If there was one thing you would want prospective clients to know about you, what would it be?
Some of my images have had a tendency to increase in value over time. My very limited edition prints of 25 become retired after reaching that milestone. A few of my images have been purchased by art collectors; these have been only a “one of a kind.” Much like an oil painting, after the image has been purchased by an investor, that’s it, that image will never be reproduced.
What motivates you?
Customer satisfaction, there is just an extra special wow factor when looking at my creations on a super large gallery canvas print, wow! The way my images travel on the social grapevine makes me feel plugged into our digital universe.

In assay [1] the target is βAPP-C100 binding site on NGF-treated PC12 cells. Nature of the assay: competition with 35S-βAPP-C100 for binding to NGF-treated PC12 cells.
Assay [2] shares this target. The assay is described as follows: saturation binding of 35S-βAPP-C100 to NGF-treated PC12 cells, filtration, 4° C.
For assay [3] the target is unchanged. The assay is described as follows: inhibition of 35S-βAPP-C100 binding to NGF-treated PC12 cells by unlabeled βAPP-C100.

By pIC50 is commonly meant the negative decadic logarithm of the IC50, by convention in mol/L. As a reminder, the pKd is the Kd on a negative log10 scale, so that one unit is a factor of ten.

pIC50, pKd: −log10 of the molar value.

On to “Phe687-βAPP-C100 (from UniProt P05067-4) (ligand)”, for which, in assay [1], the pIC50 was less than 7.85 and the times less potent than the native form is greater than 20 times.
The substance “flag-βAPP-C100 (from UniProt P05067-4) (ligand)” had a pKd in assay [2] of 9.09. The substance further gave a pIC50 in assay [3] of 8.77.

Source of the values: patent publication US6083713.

How do you keep your photography fresh and how do you stay motivated to keep on learning?
There’s an ebb and flow or times of inspiration and times of “writer’s block”. But I would say that a change of scenery is always helpful. Sometimes driving around a scene will catch me in the peripheral and I’ll turn around and go back for a second look. Sometimes it’s just nothing but sometimes it’s a “Kodak moment” I’ll stew over and plan out. The biggest challenge is to create the image the way I see it and that can take up to a year in planning, then several more years in post-production.
Share with us your favorite image and why.